5.  Don’t forget that there will be a buyer’s premium on top of your bid, typically 15-25%.  So if you buy something for $100, you’ll owe $100 plus $15-25.  Make sure you look at the premium head of time, and factor it into your budget.

Are you an auction expert with advice to share?  We’d love to hear it before we do this again!!!

Sometimes, it’s helpful to be married to a car guy.

Okay, a LOT of times it’s helpful to be married to one!  I’ve lost count of how many times Jack has been able to diagnose and fix problems with my various cars over the years…  it’s saved me a ton of money and aggravation!  (Plus he loves to do it, so everyone wins!)  But it turns out his major car mojo has been extra helpful with our new home as well.

Jack with the other love of his life, his ’55 Chevy. IMG_0806

So, recently Jack surprised me with a cosmetic spruce-up of our double oven.  When we bought our house, the chrome surround for the oven had been pretty gross — dull and tarnished, pitted, and just blecch looking.  One weekend Jack pointed out the chrome, and I couldn’t believe the difference — I wish I’d gotten before and after shots, because it looked gleaming new!!!!  His secret?  Simichrome polish! IMG_1656

This is the same stuff that he uses on parts of his ’55 to get it looking so shiny — you can use it to polish up any metal, not just chrome.  So that includes stuff around the house!  We put it to the test a couple of weeks later, when trying to salvage part of our medicine cabinets.  See, when we first started our renovations, a very well-meaning family member took all the aluminum shelf clips that we’d set aside (these are the clips that hold the glass shelves up in each cabinet)…  and in the spirit of wanting to help, they ran the whole lot of them through the dishwasher to try to get the nicotine residue off of them and shine them up.  Instead of shiny, the combination of harsh soap and hot water left all of them dull and flat: IMG_1654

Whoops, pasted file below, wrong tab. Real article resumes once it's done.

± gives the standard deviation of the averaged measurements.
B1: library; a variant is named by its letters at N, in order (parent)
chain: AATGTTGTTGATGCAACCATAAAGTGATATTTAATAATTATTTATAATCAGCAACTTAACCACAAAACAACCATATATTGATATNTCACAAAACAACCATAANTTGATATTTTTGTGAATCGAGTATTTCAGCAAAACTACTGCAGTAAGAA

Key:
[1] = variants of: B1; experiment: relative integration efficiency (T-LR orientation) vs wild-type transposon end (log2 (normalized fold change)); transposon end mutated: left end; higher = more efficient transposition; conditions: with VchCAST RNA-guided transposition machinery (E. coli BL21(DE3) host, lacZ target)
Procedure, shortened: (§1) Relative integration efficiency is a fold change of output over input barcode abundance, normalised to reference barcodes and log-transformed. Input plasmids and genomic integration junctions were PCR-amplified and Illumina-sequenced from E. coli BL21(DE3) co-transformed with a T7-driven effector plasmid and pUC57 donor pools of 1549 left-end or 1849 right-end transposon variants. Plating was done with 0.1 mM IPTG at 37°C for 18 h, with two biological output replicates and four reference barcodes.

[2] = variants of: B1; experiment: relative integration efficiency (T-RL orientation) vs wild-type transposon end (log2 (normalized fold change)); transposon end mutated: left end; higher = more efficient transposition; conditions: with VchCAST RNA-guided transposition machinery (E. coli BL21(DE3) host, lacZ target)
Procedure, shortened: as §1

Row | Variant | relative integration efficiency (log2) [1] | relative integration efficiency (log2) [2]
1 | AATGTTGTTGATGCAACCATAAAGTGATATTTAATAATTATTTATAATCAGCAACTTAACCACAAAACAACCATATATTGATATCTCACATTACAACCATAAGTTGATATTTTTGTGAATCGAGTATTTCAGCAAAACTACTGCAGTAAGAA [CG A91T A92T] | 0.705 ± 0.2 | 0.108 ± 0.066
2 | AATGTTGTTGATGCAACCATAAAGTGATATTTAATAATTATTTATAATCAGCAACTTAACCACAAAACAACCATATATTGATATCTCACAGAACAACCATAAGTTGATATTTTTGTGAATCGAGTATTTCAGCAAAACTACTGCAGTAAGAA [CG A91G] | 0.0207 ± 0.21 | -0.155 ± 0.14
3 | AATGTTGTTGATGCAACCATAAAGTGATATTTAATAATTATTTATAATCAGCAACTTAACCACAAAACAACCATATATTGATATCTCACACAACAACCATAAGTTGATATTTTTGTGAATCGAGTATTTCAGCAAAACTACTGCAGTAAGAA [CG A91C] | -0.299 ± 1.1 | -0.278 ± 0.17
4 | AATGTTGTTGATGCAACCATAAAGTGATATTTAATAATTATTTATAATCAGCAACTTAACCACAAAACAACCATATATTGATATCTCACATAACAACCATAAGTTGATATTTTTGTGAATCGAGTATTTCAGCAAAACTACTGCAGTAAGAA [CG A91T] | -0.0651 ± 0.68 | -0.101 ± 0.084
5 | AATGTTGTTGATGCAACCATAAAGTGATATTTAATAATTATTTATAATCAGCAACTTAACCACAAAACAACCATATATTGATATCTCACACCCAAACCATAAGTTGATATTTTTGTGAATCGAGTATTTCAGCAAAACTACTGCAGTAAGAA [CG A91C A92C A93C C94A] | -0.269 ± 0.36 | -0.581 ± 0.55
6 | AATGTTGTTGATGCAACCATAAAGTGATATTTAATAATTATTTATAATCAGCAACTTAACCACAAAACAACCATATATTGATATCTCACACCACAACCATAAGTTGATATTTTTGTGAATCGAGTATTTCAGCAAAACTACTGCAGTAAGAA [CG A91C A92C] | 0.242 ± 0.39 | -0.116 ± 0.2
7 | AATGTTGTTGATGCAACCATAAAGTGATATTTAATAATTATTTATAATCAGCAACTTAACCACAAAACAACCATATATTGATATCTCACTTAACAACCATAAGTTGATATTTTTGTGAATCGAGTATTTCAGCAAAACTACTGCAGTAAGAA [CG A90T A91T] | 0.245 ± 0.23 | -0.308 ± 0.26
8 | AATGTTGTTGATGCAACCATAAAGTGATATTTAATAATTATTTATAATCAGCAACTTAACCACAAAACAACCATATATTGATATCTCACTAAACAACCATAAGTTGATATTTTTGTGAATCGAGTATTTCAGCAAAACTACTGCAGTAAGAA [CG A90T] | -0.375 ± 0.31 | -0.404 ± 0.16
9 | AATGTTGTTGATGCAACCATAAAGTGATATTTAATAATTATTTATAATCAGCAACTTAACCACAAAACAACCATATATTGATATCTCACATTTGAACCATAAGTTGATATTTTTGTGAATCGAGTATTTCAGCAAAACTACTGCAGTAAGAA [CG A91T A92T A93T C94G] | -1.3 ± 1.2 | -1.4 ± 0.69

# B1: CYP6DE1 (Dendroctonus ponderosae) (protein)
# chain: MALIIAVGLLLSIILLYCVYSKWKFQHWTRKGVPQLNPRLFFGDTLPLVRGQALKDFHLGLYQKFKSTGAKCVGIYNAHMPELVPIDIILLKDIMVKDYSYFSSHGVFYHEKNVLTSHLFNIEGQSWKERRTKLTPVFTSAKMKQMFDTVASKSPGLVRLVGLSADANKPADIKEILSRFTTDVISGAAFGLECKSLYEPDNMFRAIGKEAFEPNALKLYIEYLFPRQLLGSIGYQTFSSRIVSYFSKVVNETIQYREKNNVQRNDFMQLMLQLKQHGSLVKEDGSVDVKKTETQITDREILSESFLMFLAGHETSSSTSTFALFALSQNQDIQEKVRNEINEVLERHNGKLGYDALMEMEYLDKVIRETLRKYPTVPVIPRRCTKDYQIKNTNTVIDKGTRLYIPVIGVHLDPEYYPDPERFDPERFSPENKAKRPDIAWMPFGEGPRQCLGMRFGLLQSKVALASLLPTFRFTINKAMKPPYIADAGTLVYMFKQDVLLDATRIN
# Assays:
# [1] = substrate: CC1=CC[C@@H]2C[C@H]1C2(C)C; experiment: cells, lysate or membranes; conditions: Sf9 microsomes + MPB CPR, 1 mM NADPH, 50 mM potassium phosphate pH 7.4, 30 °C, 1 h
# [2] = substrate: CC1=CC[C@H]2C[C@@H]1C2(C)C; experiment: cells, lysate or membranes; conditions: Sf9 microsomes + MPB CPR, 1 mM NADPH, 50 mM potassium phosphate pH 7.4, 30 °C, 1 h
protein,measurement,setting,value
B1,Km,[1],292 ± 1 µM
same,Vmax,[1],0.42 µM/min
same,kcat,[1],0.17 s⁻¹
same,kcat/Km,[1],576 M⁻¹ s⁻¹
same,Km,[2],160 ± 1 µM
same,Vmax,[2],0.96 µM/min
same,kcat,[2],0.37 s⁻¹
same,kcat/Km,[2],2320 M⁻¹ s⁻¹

I panicked, because I wasn’t sure we’d ever be able to replace them.  And they’re such a visible part of the cabinets, keeping them as-is would just look bleh.  But Jack gave the Simichrome polish a try…  and although it was tedious work, it shined them up good as new! The one on the left in the photo below is post-dishwasher…  the one on the right is post-Simichrome.  It was actually hard to get a good shot because the polished one was so shiny!  🙂 IMG_1662

So this weekend, Jack finally tackled something that’s been driving him crazy for months — the fish detail in our shower door.  Same as the oven surround, it was disgusting — pitted, nicotine-stained, and tarnished. IMG_1232

Here’s a closer shot. IMG_1235

Jack with his Simichrome to the rescue!  Let’s see if he can try to bring it back to life. IMG_1236

First he taped off the glass to protect it.  The Simichrome doesn’t really hurt glass, but it’s a pain to clean off of it, so better to just prevent any from getting on that part of the door. IMG_1241

Time to start polishing!  You only need a little bit at a time (a dab the size of a pea can cover a decent amount of chrome), and just buff it into the chrome.  Ours is especially pitted from 60 years of steam, so Jack had to go over it a few times. IMG_1244

You can see that first area already coming up much shinier than the rest! IMG_1243

Here’s a short video to show how well it worked:

And now for the “after”!  The pitting is pretty deep, so at some point we’ll have to get the door re-chromed if we want it to look good as new…  but in the meantime, this is such a massive improvement!  Again, before: IMG_1235

And after!  Soooooo much better.IMG_1796

Yay shiny chrome!!!!!  Yay for my handy, smart car-guy husband!